Comprising a sixteen-strong army of collaborators, Füxa’s tenth full-length album, Dirty D, is at once a sonic celebration of creativity, and a rapturous denunciation of some of the demons of modern society. Following on swiftly from 2012’s Electric Sound of Summer (itself released after a ten year hiatus), Dirty D is a characteristically euphoric record – a largely electronic set which shifts from solarised hysteria (‘Sun is Shining’) to crepuscular elegance (‘Razzamatazz’) over the course of its dozen tracks.
The dirty ‘D’ of the title could refer to a number of disquieting facets of today’s society – the dominance of Disney, the illusion of democracy, dereliction – and, in contrast to Disney’s sickly saccharine supremacy over our children’s imaginations, Randall Nieman and his collaborators offer us an animated aural narrative which, in its playfulness and gracefulness, allows for multiple readings on the anxious social issues of our days. Dirty D’s cast of characters (which includes pedal steel hero BJ Cole, Ann Shenton of Add N to (X), and Britta Phillip’s of Luna/Dean & Britta) have been cherry-picked by Nieman to ensure a diversity that never feels disjointed: a genuine sonic democracy.
While Electric Sound of Summer pivoted around a number of cover versions, Dirty D comprises mostly original tracks. The opener, ‘The Blue Barracuda’, (written by Kersbergen / Dyble) sees Nieman join circuit boards with Suki Ewers of Mazzy Star, Gaute Storsve of Ignore, and Oliver Kersbergen of Sleepyard who also produced the track conjuring a delicate, aquatic backdrop to accommodate Judy Dyble’s vocals. The track acts almost as an aural departure lounge before the soaring lift-off of ‘Reverse’ which, with its sister track ‘Forward’, combines Nieman’s synths and BJ Cole’s lap steel guitar to produce a pair of astonishing Country & Galactic ‘space waltzes’.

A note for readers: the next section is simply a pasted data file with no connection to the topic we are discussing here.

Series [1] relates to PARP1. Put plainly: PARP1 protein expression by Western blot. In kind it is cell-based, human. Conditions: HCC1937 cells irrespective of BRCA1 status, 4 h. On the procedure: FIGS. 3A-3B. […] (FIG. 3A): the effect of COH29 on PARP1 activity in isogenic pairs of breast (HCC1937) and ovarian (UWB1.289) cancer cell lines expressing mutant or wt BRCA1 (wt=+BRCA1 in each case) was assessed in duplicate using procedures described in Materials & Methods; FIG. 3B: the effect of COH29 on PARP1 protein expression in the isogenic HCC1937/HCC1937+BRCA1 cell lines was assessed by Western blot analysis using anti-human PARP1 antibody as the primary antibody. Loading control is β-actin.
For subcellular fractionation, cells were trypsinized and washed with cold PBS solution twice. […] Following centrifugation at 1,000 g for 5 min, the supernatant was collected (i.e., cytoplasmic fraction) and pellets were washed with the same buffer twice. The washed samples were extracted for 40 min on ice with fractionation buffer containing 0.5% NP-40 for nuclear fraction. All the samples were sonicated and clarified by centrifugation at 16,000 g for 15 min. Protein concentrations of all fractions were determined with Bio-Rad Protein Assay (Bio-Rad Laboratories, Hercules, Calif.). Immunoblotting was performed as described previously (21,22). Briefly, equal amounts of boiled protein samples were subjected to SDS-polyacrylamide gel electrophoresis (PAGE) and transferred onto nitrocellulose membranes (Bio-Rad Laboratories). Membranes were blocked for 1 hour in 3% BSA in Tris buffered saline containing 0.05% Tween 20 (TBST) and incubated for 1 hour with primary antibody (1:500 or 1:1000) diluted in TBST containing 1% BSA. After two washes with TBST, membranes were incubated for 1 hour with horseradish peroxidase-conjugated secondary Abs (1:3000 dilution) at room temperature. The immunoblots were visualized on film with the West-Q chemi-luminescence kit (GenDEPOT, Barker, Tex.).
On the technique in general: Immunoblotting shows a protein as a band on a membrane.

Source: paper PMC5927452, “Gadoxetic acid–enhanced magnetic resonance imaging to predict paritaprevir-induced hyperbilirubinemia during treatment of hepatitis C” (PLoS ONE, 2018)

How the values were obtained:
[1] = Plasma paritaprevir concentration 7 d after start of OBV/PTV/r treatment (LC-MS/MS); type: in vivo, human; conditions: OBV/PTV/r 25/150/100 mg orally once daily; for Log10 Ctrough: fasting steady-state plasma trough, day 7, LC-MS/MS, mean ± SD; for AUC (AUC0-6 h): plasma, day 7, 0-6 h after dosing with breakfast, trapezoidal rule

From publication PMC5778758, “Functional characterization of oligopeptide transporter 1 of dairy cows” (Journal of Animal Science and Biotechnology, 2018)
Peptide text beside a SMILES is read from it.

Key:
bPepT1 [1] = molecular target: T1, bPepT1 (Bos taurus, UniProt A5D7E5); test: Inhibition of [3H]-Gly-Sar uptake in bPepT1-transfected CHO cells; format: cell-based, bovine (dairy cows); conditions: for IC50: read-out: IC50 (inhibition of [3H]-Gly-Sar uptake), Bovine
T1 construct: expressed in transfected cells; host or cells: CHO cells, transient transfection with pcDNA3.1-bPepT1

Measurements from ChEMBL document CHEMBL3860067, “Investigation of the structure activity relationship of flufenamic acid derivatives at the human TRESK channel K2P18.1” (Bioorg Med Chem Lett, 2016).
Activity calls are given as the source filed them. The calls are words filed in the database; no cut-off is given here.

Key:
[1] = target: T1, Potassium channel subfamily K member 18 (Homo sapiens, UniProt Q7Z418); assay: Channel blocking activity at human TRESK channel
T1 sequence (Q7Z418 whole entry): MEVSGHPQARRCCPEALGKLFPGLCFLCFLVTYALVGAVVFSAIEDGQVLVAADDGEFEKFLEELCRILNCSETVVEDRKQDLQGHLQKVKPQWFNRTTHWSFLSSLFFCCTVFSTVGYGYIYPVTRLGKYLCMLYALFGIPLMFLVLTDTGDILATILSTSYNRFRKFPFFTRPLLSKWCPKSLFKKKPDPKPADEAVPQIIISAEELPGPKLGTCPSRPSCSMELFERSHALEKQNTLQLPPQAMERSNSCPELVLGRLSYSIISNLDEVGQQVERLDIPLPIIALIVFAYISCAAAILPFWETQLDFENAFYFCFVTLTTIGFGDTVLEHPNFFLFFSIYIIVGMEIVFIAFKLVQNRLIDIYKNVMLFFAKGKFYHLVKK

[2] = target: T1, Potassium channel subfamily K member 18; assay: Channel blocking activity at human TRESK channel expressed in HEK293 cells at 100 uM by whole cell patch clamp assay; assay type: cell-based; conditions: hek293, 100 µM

BJ Cole’s playing features on another pair of tracks (‘Berzap’ and ‘Dirty D’) and, while he and Judy Dyble are new to the Füxa fraternity, a number of past partnerships have been rekindled across the album. The aforementioned ‘Berzap’ features founding member Ryan Anderson on a new Füxa song for the first time since 1999’s In Flight Audio, while the first single taken from Dirty D, ‘Sun is Shining’, sees Nieman lock synthesisers with Ann Shenton of Add N to (X) thirteen years after they first collaborated on the Add N to Fü(X)a EP. Its seemingly simple refrain – ‘Come see the sun is shining, don’t let it burn your eyes in’ – could relate to astronauts’ reliance on technology to protect their sight from cosmic radiation in flight, or a lesser-evolved native tribe mistaking a nuclear blast for a second sun. The song suggests certain technological advances could potentially bring about humans’ undoing – and is itself an example of technology being pushed deliriously to its limits.
Dirty D’s cover versions – ‘Whisper’ and ‘Stand By Me/Dd’ – showcase the extremes of Nieman’s musical influences, as well as his innovative transformative techniques in the studio. ‘Whisper’ is a cover of an obscure, overlooked Jeremy S Gluck song (and features Füxa’s newest member, Stefan Persson, on vocals), while the closing track, ‘Stand By Me/Dd’ sees Nieman take up vocals on a fragile retelling of Ben E King’s classic, which segues into Britta Phillip’s (Luna/Dean & Britta) poignant rendering of Linda Ronstadt’s ‘Different Drum’, with Kyle Chunco on guitar. The juxtaposition of ‘Stand By Me’s love-saturated, masculine defiance with ‘Dd’s love-resistant, feminine defiance creates a tender tension between the two vocalists: a symbol perhaps of today’s uncertain social and economic push-and-pull.
The two love songs, ‘Stand By Me’ and ‘Shout Out Loud’, are Nieman’s first appearances as lead vocalist put to tape, and it seems appropriate to hear his voice on arguably his most assured, ambitious and personal record to date. Ultimately Dirty D is Fantasia for the disenfranchised: a space-and-time-capsule of sounds and ideas that deserves to be heard by every eardrum beneath and beyond the troposphere.
released August 26, 2013
all rights reserved